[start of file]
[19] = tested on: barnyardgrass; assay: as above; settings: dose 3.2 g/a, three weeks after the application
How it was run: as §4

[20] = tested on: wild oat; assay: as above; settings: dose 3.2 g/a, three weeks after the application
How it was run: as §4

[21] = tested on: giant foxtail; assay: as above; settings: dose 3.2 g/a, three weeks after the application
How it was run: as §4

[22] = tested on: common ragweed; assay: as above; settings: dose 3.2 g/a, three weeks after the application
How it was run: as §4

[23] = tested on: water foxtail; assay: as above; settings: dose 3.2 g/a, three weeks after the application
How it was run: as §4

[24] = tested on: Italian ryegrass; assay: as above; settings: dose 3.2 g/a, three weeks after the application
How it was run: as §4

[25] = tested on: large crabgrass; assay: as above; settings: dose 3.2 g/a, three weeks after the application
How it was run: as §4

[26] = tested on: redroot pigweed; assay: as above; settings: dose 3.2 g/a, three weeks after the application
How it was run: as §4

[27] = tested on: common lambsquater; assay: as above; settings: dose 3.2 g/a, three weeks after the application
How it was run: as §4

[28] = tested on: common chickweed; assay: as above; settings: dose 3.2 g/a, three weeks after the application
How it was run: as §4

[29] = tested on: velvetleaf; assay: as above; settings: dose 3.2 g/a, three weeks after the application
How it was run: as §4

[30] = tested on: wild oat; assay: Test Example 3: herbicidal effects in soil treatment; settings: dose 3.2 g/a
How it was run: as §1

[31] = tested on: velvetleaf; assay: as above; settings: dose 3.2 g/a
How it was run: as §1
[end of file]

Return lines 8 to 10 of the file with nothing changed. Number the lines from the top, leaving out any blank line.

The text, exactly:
How it was run: as §4

[23] = tested on: water foxtail; assay: as above; settings: dose 3.2 g/a, three weeks after the application
How it was run: as §4